Adopting an elephant for Valentine’s Day could help endangered species’ fight against extreme weather

The World Wildlife Fund estimates there are just over 400,000 elephants left in Africa.

NAIROBI, Kenya – A world-renowned organization that dedicates its efforts to rescuing and rehabilitating orphaned elephants is making a push for donors to adopt one of the massive mammals for Valentine’s Day.

Founded in 1977, the Sheldrick Wildlife Trust operates a nursery at Nairobi National Park in eastern Africa, where orphaned elephants and other large animals are cared for and rehabilitated before returning to the wild.

The group says they have seen an increase in orphaned elephants and other large animals across the continent because of climate extremes and the effects of humans.

Employees at the non-profit say longer and more severe droughts are one of the many causes of elephants either becoming separated from their packs or having the elders in the group die off, leaving behind the young to fend for themselves.

"This year alone, we had over 20 baby elephants orphaned and in need of rescue in the span of just a few weeks," spokesperson Melissa Sciacca said.

Sciacca said severe droughts lead to a lack of fresh water and a need for nutritional food, as what is currently being experienced in the Horn of Africa.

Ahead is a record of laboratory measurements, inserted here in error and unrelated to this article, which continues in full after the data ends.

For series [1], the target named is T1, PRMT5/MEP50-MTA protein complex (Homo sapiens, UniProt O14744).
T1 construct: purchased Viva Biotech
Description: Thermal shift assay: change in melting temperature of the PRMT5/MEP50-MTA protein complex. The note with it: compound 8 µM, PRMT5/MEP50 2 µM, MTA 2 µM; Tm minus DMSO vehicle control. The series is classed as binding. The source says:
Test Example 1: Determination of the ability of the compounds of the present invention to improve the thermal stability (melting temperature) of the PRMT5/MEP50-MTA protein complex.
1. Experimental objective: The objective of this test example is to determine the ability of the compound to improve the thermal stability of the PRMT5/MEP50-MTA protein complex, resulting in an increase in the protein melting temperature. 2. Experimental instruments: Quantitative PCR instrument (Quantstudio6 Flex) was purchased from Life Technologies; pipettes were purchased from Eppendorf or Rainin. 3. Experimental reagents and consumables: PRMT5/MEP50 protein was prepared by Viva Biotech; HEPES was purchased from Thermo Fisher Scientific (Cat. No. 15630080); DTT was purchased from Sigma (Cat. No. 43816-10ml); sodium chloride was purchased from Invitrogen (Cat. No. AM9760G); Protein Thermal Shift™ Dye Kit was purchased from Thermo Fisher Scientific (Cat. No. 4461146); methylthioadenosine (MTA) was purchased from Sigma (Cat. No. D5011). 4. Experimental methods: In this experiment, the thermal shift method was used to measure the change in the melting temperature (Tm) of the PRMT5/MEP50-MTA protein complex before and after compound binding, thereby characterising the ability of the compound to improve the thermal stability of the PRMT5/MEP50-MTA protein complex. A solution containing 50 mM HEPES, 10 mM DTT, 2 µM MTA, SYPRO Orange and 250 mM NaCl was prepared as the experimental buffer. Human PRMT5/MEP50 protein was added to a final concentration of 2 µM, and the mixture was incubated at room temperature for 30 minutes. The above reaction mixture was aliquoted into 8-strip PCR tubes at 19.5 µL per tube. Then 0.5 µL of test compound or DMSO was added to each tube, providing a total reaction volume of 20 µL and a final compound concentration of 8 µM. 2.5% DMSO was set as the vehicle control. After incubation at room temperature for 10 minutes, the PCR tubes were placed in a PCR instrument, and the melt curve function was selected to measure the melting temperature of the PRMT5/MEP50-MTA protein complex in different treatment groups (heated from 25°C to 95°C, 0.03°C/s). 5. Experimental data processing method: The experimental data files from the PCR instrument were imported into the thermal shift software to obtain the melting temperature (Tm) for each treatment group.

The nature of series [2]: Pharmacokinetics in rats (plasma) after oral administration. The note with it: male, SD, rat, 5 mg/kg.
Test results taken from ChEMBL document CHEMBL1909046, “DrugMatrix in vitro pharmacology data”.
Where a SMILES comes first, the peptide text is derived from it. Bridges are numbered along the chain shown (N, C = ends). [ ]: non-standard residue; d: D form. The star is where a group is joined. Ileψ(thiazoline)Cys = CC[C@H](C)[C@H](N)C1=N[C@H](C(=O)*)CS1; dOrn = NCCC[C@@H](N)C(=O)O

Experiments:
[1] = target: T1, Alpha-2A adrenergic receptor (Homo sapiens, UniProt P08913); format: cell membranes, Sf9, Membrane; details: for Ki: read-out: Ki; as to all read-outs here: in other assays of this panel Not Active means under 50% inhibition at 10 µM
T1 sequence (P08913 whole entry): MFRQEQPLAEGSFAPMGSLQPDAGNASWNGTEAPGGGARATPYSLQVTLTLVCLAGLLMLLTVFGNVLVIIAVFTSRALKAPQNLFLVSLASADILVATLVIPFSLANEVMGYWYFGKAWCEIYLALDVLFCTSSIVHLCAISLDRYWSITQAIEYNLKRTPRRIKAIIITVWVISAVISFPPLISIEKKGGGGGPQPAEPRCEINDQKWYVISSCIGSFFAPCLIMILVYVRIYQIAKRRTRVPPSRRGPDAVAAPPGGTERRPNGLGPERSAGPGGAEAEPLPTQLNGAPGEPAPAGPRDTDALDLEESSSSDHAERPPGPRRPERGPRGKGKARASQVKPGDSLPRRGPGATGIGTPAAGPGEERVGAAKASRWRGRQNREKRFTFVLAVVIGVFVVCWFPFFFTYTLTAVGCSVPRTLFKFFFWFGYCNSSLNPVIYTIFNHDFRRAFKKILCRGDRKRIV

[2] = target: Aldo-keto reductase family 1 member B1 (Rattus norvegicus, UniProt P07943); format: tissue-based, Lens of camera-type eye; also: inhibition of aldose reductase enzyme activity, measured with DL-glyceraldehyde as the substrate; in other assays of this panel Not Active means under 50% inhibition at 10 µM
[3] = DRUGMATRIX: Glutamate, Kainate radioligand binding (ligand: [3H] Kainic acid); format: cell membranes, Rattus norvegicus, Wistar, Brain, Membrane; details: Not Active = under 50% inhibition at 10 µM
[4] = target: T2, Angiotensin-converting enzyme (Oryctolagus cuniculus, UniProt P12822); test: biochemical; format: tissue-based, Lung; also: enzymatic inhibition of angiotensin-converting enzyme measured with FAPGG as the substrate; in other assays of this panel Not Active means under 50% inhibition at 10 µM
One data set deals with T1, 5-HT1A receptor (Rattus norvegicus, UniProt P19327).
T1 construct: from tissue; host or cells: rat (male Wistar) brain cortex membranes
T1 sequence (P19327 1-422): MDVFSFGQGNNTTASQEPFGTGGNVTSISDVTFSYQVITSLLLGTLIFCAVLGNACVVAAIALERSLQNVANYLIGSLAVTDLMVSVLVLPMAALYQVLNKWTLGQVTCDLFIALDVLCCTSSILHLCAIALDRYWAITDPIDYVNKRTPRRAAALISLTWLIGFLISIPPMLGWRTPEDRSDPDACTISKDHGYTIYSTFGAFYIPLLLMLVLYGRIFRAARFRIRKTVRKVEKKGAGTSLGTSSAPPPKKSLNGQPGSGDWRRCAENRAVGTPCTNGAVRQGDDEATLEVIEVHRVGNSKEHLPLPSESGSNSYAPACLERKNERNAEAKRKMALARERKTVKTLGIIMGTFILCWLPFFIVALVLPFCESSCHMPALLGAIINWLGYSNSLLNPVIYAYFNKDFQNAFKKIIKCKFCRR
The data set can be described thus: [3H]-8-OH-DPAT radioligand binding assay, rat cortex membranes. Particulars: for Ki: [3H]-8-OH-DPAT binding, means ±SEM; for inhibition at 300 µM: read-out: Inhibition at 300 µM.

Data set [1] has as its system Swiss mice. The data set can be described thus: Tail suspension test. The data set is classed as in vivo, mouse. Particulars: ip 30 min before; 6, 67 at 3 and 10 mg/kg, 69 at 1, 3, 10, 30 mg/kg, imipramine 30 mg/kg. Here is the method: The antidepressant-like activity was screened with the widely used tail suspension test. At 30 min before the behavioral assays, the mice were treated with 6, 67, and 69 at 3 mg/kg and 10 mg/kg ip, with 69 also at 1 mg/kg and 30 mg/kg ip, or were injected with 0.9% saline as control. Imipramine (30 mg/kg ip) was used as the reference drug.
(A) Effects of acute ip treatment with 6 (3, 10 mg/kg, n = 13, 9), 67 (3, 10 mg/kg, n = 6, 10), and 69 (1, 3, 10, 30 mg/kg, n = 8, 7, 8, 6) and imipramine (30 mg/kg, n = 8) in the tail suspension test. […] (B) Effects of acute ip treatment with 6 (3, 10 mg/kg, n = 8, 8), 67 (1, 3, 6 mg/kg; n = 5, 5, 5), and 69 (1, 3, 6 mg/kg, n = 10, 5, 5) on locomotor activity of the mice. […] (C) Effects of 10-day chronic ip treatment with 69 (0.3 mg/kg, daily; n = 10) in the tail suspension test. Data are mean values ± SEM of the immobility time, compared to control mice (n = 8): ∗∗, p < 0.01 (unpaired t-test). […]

The United Nations declared the current drought the worst since 1981, destroying crops and leading to many deaths of animals.


On the opposite spectrum of the weather extremes, the eastern part of the continent recently was impacted by tropical cyclone Batsirai

The cyclone produced much-needed rainfall but created a path of destruction.

Sciacca said winds were strong enough to damage the Sheldrick Wildlife Trust’s aircraft; however, areas of the reserve only sustained minor damage.

Despite Mother Nature’s seemingly endless threats to the endangered animals, human impacts are reported to be on the decline.

"Poaching is also still a threat, although due to our presence on the reserve, we have seen those numbers decline significantly in recent years," Sciacca said.

Despite efforts to help conserve the population, the World Wildlife Fund estimates there are just over 400,000 elephants left in Africa.

The Sheldrick Wildlife Trust has over 100 animals available to choose from as part of the adoption program.

To adopt an elephant, visit